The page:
Johannes Thiele (chemist)

Summary

Friedrich Karl Johannes Thiele (May 13, 1865 – April 17, 1918) was a German chemist and a prominent professor at several universities, including those in Munich and Strasbourg. He developed many laboratory techniques related to isolation of organic compounds. In 1907 he described a device for the accurate determination of melting points,[2] since named Thiele tube after him.[3]

Friedrich Karl Johannes Thiele
Johannes Thiele ca1890.jpg
Born(1865-05-13)May 13, 1865
DiedApril 17, 1918(1918-04-17) (aged 52)
NationalityGerman
Alma materUniversity of Halle
Known forThiele tube
Scientific career
FieldsChemistry
InstitutionsUniversity of Munich,
University of Straßburg
Doctoral advisorJacob Volhard
Doctoral studentsHeinrich Otto Wieland,
Jakob Meisenheimer,
Hermann Staudinger,
Otto Dimroth,
Sir Robert H. Pickard[1]

Thiele was born in Ratibor, Prussia, now Racibórz, Poland.[4] Thiele studied mathematics at the University of Breslau but later turned to chemistry, receiving his doctorate from Halle in 1890 . He taught at the University of Munich from 1893 to 1902, when he was appointed professor of chemistry at Strasbourg.[5]

He developed the preparation of glyoxal bis(guanylhydrazone).[6]

After Kekulé's proposal for benzene structure in 1865, Thiele suggested a "Partial Valence Hypothesis", which concerned double and triple carbon-carbon bonds with which he explains their particular reactivity. In 1899 this led to the prediction of the resonance that existed in benzene, and he proposed a resonance structure, by using a broken circle to represent the partial bonds.[7] Later this problem was completely solved with the advent of quantum theory.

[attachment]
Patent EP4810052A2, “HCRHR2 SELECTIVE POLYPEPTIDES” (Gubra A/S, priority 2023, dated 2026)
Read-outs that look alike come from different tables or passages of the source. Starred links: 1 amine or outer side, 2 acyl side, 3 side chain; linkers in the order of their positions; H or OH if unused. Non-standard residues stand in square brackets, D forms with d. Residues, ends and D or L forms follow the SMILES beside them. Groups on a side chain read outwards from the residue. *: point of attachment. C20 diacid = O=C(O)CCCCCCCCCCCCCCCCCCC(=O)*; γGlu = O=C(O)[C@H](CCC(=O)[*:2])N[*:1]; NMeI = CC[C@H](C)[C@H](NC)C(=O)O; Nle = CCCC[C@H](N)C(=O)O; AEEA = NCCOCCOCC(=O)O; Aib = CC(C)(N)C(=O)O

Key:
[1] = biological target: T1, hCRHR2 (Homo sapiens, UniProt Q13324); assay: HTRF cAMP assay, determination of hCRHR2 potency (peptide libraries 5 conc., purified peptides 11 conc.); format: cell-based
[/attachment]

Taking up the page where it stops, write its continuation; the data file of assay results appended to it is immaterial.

In 1899, Thiele was head of Organic Chemistry at the Bavarian Academy of Sciences in Munich. With his associate Otto Holzinger, he synthesised an iminodibenzyl nucleus: two benzene rings attached together by a nitrogen atom and an ethylene bridge.[8]

He discovered the condensation of ketones and aldehydes with cyclopentadiene as a route to fulvenes. He also recognized that these deeply colored species were related to but isomeric with benzene derivatives.[9]

According to one of his students Heinrich Otto Wieland, Thiele had a dislike of the chemistry of natural products.[10]

ReferencesEdit

  1. ^ Aftalion, Fred (1991). A history of the international chemical industry. Philadelphia: University of Pennsylvania Press. ISBN 978-0-8122-8207-8.
  2. ^ Thiele, Johannes (1907-01-01). "Ein neuer Apparat zur Schmelzpunktsbestimmung". Berichte der Deutschen Chemischen Gesellschaft. 40 (1): 996–997. doi:10.1002/cber.190704001148. ISSN 1099-0682.
  3. ^ "Johannes Thiele". Zeitschrift für Angewandte Chemie. 31 (49): 117–118. 1918. doi:10.1002/ange.19180314901.
  4. ^ Fritz Straus (1927). "Obituary: Johannes Thiele (1865-1918)". Berichte der Deutschen Chemischen Gesellschaft. 60 (6): A75–A132. doi:10.1002/cber.19270600633.
  5. ^ Thiele, Friedrich Karl Johannes (1999). A Dictionary of Scientists. Vol. 1. Oxford: Oxford University Press. ISBN 9780192800862.
  6. ^ Freedlander, B.L.; French, Frederic A. (1958). "Carcinostatic Action of Polycarbonyl Compounds and Their Derivatives II. Glyoxal Bis(Guanylhydrazone) and Derivatives" (PDF). Cancer Res. 18 (3): 360–363. PMID 13523604.
  7. ^ Thiele, Johannes (1899) "Zur Kenntnis der ungesättigten Verbindungen" (On our knowledge of unsaturated compounds), Justus Liebig’s Annalen der Chemie,306: 87-142; see: "VIII. Die aromatischen Verbindungen. Das Benzol." (VIII. The aromatic compounds. Benzene.), pages 125-129.
  8. ^ Shorter, Edward (2005). A historical dictionary of psychiatry. New York: Oxford University Press. ISBN 978-0-19-517668-1.
  9. ^ Thiele, J. (1900). "Ueber Ketonreactionen bei dem Cyclopentadiën". Berichte der Deutschen Chemischen Gesellschaft. 33 (1): 666–673. doi:10.1002/cber.190003301113.
  10. ^ Bynum, Ed. W. F.; Porter, Roy, eds. (2006). "Friedrich Karl Johannes Thiele". The Oxford Dictionary of Scientific Quotations. Oxford: Oxford University Press.